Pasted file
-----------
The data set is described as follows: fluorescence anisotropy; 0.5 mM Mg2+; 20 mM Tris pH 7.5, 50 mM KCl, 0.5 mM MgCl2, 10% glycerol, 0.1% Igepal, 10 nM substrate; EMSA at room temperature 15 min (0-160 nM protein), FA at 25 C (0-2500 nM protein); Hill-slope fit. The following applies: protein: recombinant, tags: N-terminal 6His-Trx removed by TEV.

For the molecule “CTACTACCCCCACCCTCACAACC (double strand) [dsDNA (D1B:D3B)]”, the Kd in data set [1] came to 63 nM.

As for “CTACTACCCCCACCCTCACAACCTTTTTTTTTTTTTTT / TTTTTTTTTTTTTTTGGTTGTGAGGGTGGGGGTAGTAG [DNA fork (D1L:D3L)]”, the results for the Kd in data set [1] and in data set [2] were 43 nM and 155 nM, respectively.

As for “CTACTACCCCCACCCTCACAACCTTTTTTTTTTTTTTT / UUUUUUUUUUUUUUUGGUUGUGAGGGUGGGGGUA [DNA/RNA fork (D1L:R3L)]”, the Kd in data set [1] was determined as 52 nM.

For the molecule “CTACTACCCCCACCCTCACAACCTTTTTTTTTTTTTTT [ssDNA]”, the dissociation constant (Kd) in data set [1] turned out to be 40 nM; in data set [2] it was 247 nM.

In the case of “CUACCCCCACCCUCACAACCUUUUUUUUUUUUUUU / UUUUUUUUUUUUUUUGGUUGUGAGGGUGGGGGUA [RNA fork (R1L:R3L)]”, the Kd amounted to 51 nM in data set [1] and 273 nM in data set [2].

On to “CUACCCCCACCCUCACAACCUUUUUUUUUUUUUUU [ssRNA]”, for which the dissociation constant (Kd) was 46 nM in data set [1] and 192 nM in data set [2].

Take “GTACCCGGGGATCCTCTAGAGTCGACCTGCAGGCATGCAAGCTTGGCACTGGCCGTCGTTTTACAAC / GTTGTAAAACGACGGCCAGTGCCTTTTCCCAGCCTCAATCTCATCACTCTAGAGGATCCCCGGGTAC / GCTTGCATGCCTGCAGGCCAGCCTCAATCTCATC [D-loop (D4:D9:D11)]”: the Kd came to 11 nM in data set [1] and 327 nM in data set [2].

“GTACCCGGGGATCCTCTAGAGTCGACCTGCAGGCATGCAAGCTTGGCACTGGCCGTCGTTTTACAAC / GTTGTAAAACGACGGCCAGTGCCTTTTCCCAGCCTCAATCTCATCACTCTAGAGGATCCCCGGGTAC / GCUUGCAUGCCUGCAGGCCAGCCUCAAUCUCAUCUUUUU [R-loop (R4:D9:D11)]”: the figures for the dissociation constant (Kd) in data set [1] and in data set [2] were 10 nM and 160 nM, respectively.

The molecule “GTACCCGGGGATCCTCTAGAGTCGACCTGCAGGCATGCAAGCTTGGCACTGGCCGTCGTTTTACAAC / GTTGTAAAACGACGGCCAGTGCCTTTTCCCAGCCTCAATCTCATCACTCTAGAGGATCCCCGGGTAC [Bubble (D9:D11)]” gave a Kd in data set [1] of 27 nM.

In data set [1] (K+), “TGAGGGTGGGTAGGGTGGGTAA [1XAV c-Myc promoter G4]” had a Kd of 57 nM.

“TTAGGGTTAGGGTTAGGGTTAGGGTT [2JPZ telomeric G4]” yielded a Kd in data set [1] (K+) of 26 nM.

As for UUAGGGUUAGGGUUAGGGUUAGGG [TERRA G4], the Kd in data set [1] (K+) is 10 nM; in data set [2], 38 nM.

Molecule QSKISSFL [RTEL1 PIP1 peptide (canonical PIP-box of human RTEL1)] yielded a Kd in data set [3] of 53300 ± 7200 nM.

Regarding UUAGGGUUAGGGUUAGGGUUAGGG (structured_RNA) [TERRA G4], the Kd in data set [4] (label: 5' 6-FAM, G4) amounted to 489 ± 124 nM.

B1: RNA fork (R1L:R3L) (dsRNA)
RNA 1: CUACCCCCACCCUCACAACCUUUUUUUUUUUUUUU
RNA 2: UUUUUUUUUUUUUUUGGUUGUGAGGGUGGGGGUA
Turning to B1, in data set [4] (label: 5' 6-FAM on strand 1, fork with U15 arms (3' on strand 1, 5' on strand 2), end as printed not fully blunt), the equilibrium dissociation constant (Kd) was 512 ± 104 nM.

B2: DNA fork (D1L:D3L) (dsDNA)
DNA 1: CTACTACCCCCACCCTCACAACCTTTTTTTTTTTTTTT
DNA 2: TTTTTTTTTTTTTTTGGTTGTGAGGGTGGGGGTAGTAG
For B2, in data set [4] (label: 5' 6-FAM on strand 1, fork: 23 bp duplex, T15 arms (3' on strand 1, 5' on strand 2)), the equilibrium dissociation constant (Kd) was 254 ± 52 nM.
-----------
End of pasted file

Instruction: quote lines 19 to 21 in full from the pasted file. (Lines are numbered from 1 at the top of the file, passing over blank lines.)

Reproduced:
Turning to B1, in data set [4] (label: 5' 6-FAM on strand 1, fork with U15 arms (3' on strand 1, 5' on strand 2), end as printed not fully blunt), the equilibrium dissociation constant (Kd) was 512 ± 104 nM.

B2: DNA fork (D1L:D3L) (dsDNA)
DNA 1: CTACTACCCCCACCCTCACAACCTTTTTTTTTTTTTTT